Busted 8N

   #1  

Tractorable

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1952 Ford 8n, saving up for a new Kubota or Yanmar
1952 Ford 8N, side mount distributor, 12V conversion.

So I consider myself to be a pretty good shade tree mechanic but I'm having trouble getting my 8N to run. It ran great for two years but now I'm having issues.

I'm getting fuel to the carb and a spark at all four cylinders but it stills runs like its firing on two cylinders. I've done everything I know how to do except to tear into the motor and start replacing manifold and head gaskets.

This is what I've done so far:

- New battery and battery cables
- New coil
- Drained fuel tank and replaced fuel with fresh gas
- Confirmed good fuel flow by removing drain at bottom of carb
- Rebuilt carb
- removed, cleaned, adjusted distributor. New points, condensor, rotor, cap
- checked continuity in distributor in six different places, all good
- new plug wires
- confirmed spark at all four cylinders
- opened spark plug gap to nearly 1/4" and still got spark
- removed and inspected governor, looked fine
- engine oil is clean and full, no sign of coolant/oil mixing
- compression is strong: 120psi, 120, 118, 115 - 90psi minimum
- verified TDC and timing mark on flywheel, points just opening at 4 deg BTDC on #1 cylinder

I'm about to push the tractor off a cliff and go buy a new Kubota.

Should I tear into the motor and replace manifold and head gaskets?

Any other ideas?
 
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   #2  

MossRoad

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Wow! I was gonna suggest compression test, but you hit that towards the end. It’s a head scratcher...
 
   #3  

pmsmechanic

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Have you checked the firing order and made sure the correct spark plug wire is on the correct spark plug?
 
  
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#4  
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T

Tractorable

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Have you checked the firing order and made sure the correct spark plug wire is on the correct spark plug?

Yes, I double and triple checked that. 1, 2, 4, 3. I can do it backwards and in my sleep now.
 
   #5  

flyerdan

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It looks like you replaced everything electrical except the spark plugs. Sometimes I've had a plug that would fire in open air, when you test for spark, but wouldn't fire under compression. Might try new plugs first, it's fairly cheap, and with those compression readings I don't think you'd find anything amiss in a teardown.
 
   #6  

motownbrowne

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Yes, I double and triple checked that. 1, 2, 4, 3. I can do it backwards and in my sleep now.

Have you pulled them while running? My neighbor's Jubilee was only running on two. He swore up and down he had the firing order right. I started pulling wires while it was running. Swapped the two offenders and it runs great.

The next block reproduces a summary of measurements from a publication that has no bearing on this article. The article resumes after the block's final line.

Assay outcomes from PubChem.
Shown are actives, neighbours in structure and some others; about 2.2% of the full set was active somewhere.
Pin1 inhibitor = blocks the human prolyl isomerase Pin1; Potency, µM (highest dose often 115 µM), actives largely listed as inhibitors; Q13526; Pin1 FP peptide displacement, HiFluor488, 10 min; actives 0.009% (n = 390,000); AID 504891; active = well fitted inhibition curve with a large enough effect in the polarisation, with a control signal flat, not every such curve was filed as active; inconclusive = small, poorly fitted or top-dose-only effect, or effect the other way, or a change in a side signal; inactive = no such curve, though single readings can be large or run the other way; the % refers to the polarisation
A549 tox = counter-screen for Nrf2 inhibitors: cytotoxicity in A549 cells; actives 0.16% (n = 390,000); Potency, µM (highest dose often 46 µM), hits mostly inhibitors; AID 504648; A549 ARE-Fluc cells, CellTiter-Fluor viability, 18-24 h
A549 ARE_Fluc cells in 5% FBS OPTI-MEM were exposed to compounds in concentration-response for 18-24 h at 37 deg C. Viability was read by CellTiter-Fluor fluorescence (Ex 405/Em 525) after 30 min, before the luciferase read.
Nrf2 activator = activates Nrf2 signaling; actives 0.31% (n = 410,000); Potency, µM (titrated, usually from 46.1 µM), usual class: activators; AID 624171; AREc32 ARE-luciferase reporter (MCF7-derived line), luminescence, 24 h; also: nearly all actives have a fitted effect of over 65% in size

#7  

cruz54982

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Just for giggles are you sure the rotor in the distributor turns in the direction you have for the firing order turning the other way would give you 2 plugs not correct.
 
  
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Tractorable

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It looks like you replaced everything electrical except the spark plugs. Sometimes I've had a plug that would fire in open air, when you test for spark, but wouldn't fire under compression. Might try new plugs first, it's fairly cheap, and with those compression readings I don't think you'd find anything amiss in a teardown.

I actually did replace the plugs and gapped them to spec. I replaced so many things that I forgot to mention new plugs above. Thanks for the response.
 
  
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Tractorable

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Have you pulled them while running? My neighbor's Jubilee was only running on two. He swore up and down he had the firing order right. I started pulling wires while it was running. Swapped the two offenders and it runs great.

That's something I haven't tried. It just barely runs right now and I'm not sure it'd run long enough to try that. I'll give it a try though. Thanks
 
  
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Tractorable

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Just for giggles are you sure the rotor in the distributor turns in the direction you have for the firing order turning the other way would give you 2 plugs not correct.

Good call, however, the rotor turns counterclockwise and I'm counting CCW when checking the correct spark plug wire routing.

My current thinking is a possible vacuum leak in the intake manifold.
 
 
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